Putting aside legal concerns, copyright issues, and the idea of intellectual property, perhaps a turn to some textual examination will help establish a springboard for this discussion. These legal concerns, etc. are applicable no matter if 60 Years Later succeeds in its goal as a “fictional examination of the relationship between J.D. Salinger and his most famous character” or not. Whether or not Colting should be allowed to publish his novel in the United States is not the point of this analysis, though it is a very important topic of discussion for the themes of the novel and how they compare to the themes of The Catcher in the Rye – a topic we will cover after we take a look at some plot points and some textual questions.
Donald P. Costello, in his article “The Language of The Catcher in the Rye,” talks about Holden’s language in the terms of “teenage vernacular in the 1950’s.” He says that “the book will be a significant linguistic record of a type of speech rarely made available in a permanent form. Its linguistic importance will increase as the American speech it records becomes less current” (Costello, 41). This presents two problems for Colting. One, as a Swede whose native language is not English, he is hard-pressed to linguistically recreate the patterns and quirks to Holden’s narrative. Two, as a 33-year-old man in 2009, even if he succeeds in recreating a linguistic match to Holden’s time-capsule speech, it is out-of-date, and potentially out-of-place in a 60-year old character. This can do two things. It can explain Colting’s variations on Holden’s speech patterns, and it can speak to the theory that Holden was well left in the 1950’s as a teenager, given that we have no true idea of how Holden’s character progresses through time. Colting does try to mimic the narrative of Catcher – Mr. C uses Holden’s favorite adjective, “goddamn” several times, and the repetitive qualities of his narration are attempted, though not successfully.
Goddman, I try to say to no one in particular since I have my own room and all, but I only manage to croak. My voice sounds dry and raspy and what I could really use is a cool glass of water. If I could only find the goddamned light switch I could get up without tearing the whole room down (Colting, 13).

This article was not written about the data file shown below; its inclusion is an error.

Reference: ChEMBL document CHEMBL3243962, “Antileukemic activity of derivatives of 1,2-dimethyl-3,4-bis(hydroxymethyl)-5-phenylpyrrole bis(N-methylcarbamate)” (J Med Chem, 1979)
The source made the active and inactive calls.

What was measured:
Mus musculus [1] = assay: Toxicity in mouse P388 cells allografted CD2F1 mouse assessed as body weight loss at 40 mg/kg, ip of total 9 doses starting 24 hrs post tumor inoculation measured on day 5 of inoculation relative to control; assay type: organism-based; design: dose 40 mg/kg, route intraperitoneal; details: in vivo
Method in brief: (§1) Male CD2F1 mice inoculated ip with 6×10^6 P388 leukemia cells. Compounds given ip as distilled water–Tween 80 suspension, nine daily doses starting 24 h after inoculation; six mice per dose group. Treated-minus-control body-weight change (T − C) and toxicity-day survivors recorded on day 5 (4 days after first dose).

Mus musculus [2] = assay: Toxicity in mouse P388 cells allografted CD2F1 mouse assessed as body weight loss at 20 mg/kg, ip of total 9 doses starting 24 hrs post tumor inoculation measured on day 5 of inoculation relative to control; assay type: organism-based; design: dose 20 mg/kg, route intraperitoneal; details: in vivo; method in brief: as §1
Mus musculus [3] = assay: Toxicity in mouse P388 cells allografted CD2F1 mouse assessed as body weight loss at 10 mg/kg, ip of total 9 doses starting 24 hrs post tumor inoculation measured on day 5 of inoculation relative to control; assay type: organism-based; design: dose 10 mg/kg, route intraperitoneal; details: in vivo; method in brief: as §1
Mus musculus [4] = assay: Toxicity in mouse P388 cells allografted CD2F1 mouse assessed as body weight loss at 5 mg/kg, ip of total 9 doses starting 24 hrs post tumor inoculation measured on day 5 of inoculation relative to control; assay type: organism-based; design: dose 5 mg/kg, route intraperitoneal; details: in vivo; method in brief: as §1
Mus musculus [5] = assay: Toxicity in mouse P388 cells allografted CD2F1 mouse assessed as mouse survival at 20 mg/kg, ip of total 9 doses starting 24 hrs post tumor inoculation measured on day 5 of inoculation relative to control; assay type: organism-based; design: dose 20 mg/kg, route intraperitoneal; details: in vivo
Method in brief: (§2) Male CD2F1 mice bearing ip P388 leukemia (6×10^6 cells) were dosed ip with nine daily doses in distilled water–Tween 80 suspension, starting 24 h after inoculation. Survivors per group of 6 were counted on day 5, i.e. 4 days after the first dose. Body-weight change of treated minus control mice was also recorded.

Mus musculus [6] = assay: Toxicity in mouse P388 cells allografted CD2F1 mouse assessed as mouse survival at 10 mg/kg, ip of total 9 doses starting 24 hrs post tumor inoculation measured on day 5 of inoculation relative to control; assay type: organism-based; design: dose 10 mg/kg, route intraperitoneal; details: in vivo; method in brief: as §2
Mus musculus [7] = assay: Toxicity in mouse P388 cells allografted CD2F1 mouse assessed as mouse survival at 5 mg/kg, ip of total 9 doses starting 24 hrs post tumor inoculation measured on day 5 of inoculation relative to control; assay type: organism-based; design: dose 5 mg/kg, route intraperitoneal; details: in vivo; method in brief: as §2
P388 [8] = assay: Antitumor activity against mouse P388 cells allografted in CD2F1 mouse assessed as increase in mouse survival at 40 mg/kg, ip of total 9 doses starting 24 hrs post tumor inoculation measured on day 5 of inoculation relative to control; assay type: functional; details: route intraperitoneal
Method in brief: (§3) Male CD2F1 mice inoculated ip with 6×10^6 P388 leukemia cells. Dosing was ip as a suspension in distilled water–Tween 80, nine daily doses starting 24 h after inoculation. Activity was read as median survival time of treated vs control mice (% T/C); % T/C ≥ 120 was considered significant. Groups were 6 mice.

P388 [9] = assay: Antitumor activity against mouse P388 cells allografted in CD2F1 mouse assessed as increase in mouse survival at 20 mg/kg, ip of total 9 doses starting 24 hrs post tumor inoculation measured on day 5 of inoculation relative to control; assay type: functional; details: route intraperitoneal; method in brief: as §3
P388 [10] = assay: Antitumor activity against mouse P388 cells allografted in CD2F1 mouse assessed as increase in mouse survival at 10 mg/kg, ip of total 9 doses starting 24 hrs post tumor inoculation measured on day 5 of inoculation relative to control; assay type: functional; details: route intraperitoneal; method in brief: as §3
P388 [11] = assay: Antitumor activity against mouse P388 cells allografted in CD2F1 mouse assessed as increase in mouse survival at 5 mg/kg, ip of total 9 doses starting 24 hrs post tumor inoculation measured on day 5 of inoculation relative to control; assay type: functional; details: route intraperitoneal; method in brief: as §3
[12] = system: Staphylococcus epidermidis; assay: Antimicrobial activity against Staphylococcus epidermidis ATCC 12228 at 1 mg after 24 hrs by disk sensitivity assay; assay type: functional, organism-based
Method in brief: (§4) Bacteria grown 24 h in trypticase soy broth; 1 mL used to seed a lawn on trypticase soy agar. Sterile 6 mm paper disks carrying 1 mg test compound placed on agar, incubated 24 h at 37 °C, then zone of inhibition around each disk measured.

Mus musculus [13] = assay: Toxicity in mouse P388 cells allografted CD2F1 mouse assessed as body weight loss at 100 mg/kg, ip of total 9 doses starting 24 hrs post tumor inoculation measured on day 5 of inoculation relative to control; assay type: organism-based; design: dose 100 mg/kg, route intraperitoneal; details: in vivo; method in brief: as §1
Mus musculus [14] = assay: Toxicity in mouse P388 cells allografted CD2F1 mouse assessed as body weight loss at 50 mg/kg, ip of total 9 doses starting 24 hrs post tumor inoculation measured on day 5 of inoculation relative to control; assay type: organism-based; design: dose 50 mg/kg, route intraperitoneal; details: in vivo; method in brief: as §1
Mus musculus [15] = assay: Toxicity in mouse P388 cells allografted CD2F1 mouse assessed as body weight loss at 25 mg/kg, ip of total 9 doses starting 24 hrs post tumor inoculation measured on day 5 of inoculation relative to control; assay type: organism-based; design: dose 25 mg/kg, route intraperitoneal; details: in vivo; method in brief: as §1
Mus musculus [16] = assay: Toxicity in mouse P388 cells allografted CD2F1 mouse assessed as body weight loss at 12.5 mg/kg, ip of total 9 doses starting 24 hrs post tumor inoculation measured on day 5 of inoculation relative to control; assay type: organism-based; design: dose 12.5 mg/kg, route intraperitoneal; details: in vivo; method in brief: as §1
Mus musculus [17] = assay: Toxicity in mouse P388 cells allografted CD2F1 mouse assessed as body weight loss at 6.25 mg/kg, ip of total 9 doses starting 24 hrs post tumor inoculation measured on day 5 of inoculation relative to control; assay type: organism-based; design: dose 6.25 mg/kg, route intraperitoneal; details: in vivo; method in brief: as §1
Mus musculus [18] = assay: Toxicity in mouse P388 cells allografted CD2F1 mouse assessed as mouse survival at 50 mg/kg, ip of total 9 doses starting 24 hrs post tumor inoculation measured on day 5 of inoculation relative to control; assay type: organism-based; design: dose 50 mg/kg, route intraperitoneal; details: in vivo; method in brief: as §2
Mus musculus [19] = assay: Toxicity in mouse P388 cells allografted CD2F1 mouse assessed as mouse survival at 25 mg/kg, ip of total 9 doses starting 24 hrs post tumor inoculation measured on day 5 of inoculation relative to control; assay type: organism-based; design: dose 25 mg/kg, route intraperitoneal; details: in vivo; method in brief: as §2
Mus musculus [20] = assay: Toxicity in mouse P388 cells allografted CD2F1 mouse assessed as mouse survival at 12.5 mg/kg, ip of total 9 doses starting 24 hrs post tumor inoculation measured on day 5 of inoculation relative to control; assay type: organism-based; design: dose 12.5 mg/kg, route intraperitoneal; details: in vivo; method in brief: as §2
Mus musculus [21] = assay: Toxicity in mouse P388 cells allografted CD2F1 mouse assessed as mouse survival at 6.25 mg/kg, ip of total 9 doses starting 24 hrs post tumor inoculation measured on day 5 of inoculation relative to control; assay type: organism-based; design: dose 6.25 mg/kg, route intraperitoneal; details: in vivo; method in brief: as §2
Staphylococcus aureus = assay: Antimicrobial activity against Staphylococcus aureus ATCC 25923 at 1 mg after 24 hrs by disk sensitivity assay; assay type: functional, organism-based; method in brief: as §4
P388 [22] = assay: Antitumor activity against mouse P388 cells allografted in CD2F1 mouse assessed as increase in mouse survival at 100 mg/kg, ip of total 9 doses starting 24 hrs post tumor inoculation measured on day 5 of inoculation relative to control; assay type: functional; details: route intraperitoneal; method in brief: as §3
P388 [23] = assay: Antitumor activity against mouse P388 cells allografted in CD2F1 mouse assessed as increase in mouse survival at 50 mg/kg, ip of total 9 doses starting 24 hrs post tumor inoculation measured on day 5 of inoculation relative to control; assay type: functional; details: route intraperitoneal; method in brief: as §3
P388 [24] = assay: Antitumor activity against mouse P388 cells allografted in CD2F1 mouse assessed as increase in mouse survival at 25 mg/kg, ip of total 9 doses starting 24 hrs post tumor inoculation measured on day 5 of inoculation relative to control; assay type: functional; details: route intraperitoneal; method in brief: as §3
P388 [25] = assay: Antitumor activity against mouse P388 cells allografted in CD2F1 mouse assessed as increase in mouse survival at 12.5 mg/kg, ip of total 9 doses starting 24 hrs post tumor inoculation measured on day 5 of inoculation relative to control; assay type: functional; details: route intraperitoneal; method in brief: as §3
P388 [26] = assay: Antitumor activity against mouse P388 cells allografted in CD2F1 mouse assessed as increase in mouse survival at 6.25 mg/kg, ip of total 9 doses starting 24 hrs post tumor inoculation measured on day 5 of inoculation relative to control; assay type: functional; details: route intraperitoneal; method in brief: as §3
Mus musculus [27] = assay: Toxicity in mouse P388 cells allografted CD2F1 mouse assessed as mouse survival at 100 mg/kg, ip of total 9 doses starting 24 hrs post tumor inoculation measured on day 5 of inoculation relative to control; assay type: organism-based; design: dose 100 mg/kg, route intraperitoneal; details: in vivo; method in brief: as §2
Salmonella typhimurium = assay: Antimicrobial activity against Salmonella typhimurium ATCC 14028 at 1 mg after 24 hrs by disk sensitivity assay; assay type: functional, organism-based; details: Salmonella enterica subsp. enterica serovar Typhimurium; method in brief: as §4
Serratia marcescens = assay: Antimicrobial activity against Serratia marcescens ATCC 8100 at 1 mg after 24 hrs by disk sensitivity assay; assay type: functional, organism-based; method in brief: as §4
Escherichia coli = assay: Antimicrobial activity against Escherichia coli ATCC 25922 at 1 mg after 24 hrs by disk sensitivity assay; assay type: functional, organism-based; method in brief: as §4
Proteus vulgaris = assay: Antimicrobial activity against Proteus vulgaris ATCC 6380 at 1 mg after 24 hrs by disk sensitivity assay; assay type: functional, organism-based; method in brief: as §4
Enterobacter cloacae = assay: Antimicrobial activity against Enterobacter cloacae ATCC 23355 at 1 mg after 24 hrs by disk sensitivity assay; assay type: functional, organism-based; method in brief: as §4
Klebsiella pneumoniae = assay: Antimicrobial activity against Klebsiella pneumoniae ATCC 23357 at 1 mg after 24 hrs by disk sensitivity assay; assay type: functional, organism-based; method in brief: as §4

It is important to note that Colting uses these devices with less frequency after Mr. C. realizes that he is, in fact, and old man and that he lives in a nursing home. Perhaps Colting is leaving the “Holden vernacular” with the 16-year-old Holden who wakes up not knowing where he is or how old he is, but as we can see from the passage above, it lacks the “flavor” that Costello talks about. Holden’s repetitive use of “it really was,” and “I really did” serve as markers of Holden’s individual narrative style, and this is not mirrored effectively in Colting’s novel, even though he attempts to recreate it.
In Colting’s defense, the Holden Caulfield that becomes Mr. C. has a language all his own, which is more reasonable in an older character than if Colting had tried to make Mr. C. talk like the Holden Caulfield of The Catcher in the Rye. One can suppose that the narrative style Mr. C. adopts once he realizes that he is, in fact, Mr. C. is a new style all its own. Colting, since he likes so much to think of his book as “new” would likely say that this new style is wholly indicative of an older Holden Caulfield, and since no one else had bothered to attempt to recreate Holden, why would this style NOT be Holden’s style, after all? A fair argument, if we were under the illusion that Colting had studied at length the character of Holden Caulfield. If Colting had modeled his Mr. C. faithfully after the Holden Caulfield in Catcher, after much analysis and great thought, we might be able to see this interpretation as a tribute or a faithful interpretation of Salinger’s Holden Caulfield.